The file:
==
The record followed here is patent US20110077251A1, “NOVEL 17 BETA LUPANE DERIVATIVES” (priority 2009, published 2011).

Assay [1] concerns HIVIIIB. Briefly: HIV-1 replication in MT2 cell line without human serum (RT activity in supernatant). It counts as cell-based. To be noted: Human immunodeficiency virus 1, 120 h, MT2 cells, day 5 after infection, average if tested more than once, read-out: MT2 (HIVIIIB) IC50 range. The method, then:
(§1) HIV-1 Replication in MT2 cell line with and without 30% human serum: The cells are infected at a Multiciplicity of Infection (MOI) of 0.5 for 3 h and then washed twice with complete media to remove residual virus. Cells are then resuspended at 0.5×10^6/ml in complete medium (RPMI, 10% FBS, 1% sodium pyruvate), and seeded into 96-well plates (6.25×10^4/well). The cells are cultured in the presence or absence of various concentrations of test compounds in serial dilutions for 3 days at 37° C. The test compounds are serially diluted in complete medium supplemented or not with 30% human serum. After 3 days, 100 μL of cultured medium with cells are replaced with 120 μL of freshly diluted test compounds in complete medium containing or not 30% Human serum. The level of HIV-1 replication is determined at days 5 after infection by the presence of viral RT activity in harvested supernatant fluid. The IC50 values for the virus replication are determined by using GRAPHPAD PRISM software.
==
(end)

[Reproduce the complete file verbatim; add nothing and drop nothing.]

The record followed here is patent US20110077251A1, “NOVEL 17 BETA LUPANE DERIVATIVES” (priority 2009, published 2011).

Assay [1] concerns HIVIIIB. Briefly: HIV-1 replication in MT2 cell line without human serum (RT activity in supernatant). It counts as cell-based. To be noted: Human immunodeficiency virus 1, 120 h, MT2 cells, day 5 after infection, average if tested more than once, read-out: MT2 (HIVIIIB) IC50 range. The method, then:
(§1) HIV-1 Replication in MT2 cell line with and without 30% human serum: The cells are infected at a Multiciplicity of Infection (MOI) of 0.5 for 3 h and then washed twice with complete media to remove residual virus. Cells are then resuspended at 0.5×10^6/ml in complete medium (RPMI, 10% FBS, 1% sodium pyruvate), and seeded into 96-well plates (6.25×10^4/well). The cells are cultured in the presence or absence of various concentrations of test compounds in serial dilutions for 3 days at 37° C. The test compounds are serially diluted in complete medium supplemented or not with 30% human serum. After 3 days, 100 μL of cultured medium with cells are replaced with 120 μL of freshly diluted test compounds in complete medium containing or not 30% Human serum. The level of HIV-1 replication is determined at days 5 after infection by the presence of viral RT activity in harvested supernatant fluid. The IC50 values for the virus replication are determined by using GRAPHPAD PRISM software.